How do public companies account for the financial performance of JVs and investments, for reporting purposes?

1 Answer

  • 1 decade ago
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    Before the ENRON fiasco, JVs and other similar investments were only reported as footnotes in Financial and Company Annual Reports. This loophole, together with other non-disclosures and creative accounting, enabled ENRON to hide losses and liabilities and inflate their earnings.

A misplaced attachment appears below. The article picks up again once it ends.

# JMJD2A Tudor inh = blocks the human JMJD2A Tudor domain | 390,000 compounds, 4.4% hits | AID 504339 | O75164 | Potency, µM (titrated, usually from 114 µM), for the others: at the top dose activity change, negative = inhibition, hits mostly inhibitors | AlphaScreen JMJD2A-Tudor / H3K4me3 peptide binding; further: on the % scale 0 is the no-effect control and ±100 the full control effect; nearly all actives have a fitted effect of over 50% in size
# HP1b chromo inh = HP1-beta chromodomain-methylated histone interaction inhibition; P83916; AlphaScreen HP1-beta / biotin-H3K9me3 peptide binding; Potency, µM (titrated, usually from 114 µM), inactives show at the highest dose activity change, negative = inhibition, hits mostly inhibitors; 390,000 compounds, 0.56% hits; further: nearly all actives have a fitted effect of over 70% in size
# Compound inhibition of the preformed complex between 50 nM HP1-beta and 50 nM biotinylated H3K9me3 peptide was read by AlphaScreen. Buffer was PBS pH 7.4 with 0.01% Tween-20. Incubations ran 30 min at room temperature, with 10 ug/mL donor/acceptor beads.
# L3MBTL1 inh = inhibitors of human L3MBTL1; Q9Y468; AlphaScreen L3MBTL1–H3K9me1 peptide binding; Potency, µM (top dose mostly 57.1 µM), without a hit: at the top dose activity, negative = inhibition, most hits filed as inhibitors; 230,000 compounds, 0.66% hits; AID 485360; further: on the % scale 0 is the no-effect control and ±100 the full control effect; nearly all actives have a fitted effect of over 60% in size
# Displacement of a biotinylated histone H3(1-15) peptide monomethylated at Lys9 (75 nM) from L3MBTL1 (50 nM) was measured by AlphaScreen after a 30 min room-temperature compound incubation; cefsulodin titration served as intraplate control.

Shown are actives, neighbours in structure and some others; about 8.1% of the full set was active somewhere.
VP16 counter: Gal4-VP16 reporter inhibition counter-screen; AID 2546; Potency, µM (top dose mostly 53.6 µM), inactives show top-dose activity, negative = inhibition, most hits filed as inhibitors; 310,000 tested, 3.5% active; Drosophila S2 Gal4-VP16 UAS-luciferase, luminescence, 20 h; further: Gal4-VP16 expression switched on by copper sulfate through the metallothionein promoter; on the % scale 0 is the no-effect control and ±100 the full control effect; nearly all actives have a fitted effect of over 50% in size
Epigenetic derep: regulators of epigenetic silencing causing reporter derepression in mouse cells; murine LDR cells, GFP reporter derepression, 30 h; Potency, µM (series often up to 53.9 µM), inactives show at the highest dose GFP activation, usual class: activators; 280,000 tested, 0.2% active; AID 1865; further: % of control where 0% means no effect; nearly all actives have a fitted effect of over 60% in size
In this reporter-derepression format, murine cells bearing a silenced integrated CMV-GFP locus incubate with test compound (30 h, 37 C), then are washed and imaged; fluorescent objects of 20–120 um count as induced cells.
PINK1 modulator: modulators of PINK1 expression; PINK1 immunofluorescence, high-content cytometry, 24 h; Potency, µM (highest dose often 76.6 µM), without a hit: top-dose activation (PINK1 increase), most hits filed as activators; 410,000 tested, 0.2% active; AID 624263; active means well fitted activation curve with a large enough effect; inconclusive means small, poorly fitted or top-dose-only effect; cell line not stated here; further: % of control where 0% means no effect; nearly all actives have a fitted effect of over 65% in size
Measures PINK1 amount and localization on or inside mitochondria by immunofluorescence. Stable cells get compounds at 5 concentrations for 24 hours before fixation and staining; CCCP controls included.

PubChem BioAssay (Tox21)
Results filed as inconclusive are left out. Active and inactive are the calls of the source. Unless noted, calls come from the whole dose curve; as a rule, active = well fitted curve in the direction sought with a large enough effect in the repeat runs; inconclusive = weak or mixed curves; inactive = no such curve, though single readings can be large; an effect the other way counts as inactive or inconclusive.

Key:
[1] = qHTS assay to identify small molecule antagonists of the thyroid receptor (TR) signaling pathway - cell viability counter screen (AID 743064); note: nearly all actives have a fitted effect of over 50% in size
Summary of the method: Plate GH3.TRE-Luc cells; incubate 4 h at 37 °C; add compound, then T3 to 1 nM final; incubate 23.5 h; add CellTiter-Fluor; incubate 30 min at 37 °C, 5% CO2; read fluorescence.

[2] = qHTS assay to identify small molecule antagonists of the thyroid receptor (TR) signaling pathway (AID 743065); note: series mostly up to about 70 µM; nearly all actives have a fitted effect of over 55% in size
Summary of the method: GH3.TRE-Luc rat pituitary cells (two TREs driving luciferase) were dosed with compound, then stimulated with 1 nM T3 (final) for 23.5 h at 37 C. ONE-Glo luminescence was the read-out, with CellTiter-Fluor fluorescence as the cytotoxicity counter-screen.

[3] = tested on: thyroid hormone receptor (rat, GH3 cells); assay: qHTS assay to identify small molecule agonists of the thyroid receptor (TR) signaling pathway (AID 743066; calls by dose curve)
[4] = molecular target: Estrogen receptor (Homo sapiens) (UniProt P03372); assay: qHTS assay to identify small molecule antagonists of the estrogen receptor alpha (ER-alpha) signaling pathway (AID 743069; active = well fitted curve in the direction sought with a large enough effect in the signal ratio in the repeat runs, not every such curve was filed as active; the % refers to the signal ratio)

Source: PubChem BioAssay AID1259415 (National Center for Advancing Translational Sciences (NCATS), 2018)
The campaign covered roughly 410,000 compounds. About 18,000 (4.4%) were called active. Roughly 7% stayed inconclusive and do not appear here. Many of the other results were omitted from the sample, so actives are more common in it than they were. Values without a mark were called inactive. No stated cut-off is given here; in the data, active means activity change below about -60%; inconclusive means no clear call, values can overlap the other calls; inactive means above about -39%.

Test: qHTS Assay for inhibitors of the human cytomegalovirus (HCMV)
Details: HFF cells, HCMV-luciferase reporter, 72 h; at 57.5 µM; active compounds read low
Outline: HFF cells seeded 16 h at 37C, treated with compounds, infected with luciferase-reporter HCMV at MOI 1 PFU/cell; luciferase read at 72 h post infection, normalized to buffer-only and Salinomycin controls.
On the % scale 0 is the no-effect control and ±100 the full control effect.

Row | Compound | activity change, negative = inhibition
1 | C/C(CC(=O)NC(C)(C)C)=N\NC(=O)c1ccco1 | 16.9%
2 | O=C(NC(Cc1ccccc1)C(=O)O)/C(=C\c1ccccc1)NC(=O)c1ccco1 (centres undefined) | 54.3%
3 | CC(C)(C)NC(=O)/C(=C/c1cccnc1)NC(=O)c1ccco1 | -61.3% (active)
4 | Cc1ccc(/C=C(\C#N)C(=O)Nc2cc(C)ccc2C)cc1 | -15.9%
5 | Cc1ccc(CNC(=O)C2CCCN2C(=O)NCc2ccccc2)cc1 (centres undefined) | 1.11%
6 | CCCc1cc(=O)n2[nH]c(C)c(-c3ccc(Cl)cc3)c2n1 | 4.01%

With the Sarbanes and Oxley Act enacted and the implementation of new and specific SEC regulations regarding disclosure of all pertinent risks and information regarding public companies, the Financial Statements and the Statement of balances (similar to a Statement of Retained Earnings) of JVs and investments entered into by public companies should be shown as supporting notes to account balances shown in the mother company's financial statements. All risks and forward looking major transactions not reflected in the Financial Statements should also be disclosed as as part of the Financial Statement Notes.

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